How to make liquid horse manure fertiliser

Written by axl j. amistaadt | 13/05/2017
How to make liquid horse manure fertiliser
Process horse manure before putting it on your garden. (Jaan Peets/iStock/Getty Images)

Most liquid manure fertiliser recipes call for using composted material. This is because fresh manures are too strong, or "hot" to use on plants without seriously burning or killing them. Composted manure has aged, decomposed and cooled off. But not everyone has the time, space or desire to deal with composting poop themselves. You can make your own liquid horse manure fertiliser with fresh droppings in the autumn, well ahead of planting time. Simply allow your garden to do the composting for you. This recipe is sufficient for feeding about 9 square metres (100 square feet) of garden area.

Situate a 248 litre (55 gallon) drum where it won't be in your way. Fill it about half full of water. You'll need to do this several weeks before fall preparation of your spring gardening site.

Fill a 23 litre (5 gallon) bucket with horse manure. This is a convenient way to measure up about 20.5 to 23 kg (45 to 50 lb) of poop.

Divide the manure into two large old pillowcases or burlap bags. Twist the open ends and secure each with a knot.

Put the bagged manure in the 248 litre (55 gallon) drum. Fill it the rest of the way with water to about 15 cm (6 inches) from the top. Allow it to steep for 3 to 4 weeks.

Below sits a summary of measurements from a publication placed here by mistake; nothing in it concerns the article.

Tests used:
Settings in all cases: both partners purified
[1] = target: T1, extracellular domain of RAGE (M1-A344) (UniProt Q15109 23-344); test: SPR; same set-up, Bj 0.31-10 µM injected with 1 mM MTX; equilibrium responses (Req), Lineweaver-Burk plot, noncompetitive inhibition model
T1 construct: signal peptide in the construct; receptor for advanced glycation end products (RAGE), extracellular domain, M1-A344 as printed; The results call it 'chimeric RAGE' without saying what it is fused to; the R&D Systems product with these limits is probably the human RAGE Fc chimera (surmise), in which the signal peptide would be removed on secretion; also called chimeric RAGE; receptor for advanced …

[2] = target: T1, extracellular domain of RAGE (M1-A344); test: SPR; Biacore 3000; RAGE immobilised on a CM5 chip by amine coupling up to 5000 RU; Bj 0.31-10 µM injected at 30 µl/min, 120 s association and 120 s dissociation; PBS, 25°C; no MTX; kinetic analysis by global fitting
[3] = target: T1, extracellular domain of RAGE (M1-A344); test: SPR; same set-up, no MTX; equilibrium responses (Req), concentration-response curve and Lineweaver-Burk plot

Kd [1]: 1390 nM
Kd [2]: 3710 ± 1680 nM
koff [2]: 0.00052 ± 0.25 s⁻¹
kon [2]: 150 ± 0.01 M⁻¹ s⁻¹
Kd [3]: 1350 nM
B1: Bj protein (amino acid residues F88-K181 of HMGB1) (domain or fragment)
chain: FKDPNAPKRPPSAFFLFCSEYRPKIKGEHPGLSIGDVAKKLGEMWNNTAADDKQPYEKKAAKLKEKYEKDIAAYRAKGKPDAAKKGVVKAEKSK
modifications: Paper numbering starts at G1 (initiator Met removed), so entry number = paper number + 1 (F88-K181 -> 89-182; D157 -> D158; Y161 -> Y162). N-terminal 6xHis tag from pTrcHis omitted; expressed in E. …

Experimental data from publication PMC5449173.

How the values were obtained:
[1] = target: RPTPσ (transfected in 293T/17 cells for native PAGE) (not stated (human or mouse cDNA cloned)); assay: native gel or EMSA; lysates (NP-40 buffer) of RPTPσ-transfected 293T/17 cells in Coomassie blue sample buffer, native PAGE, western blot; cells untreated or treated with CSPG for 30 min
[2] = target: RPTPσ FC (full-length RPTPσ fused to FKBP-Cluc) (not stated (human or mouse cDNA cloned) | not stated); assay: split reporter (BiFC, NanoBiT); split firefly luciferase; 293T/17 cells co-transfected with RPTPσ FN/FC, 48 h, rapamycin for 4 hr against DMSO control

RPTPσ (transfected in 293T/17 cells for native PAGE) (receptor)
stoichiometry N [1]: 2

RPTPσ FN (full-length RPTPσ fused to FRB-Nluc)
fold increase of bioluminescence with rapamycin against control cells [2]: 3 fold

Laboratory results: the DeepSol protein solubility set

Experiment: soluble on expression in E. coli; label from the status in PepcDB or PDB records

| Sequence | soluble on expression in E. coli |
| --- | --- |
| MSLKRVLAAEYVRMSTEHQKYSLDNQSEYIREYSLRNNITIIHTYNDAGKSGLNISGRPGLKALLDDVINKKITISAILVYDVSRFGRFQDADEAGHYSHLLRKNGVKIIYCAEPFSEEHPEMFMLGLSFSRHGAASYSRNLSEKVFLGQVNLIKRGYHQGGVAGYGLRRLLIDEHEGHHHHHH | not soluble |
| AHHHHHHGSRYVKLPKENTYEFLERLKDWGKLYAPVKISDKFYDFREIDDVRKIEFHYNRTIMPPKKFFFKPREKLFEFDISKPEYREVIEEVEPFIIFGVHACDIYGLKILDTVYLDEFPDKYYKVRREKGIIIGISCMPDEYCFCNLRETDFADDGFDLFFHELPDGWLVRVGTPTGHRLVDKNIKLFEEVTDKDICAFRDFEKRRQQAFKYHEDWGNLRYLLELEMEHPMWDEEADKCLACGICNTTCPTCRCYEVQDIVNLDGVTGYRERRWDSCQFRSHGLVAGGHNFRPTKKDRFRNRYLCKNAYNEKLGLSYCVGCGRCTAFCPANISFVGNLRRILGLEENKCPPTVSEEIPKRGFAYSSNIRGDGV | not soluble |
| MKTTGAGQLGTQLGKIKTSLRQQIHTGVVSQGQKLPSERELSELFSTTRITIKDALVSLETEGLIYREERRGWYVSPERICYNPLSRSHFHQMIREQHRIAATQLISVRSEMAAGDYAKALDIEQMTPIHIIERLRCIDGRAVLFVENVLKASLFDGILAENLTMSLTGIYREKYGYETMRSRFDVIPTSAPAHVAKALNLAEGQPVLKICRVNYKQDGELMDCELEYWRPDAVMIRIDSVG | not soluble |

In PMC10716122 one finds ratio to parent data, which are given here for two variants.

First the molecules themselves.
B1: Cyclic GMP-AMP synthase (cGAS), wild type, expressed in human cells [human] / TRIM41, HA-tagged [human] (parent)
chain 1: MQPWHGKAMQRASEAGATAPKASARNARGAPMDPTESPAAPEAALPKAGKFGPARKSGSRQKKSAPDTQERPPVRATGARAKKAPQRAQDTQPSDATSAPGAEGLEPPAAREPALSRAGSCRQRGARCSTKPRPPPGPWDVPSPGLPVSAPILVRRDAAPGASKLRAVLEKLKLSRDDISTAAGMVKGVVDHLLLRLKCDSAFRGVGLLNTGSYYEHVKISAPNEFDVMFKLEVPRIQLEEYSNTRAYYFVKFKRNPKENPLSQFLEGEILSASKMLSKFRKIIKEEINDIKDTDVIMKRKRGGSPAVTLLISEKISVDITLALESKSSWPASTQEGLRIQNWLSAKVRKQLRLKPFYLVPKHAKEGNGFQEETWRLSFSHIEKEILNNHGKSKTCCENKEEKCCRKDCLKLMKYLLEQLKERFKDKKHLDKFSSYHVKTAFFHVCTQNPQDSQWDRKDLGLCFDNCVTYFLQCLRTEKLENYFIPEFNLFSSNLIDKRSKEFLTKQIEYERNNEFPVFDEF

Remove the bags of manure and squeeze the excess fluid from them into the drum.

Cultivate your spring gardening site as you usually do. Incorporate the liquid horse manure fertiliser into the top 15 to 20 cm (6 to 8 inches) of soil. This will give the hot manure plenty of time to age and decompose into the soil, making it safe for spring planting.


Always wear gloves when you're handling manure products. While the presence of pathogens isn't likely, there's no point in taking chances. Wash up well afterward.

Things you need

  • 248 litre (55 gallon) drum
  • 23 litre (5 gallon) bucket
  • 20.5 to 23 kg (45 to 50 lb) horse manure
  • Old large pillowcases or burlap bags

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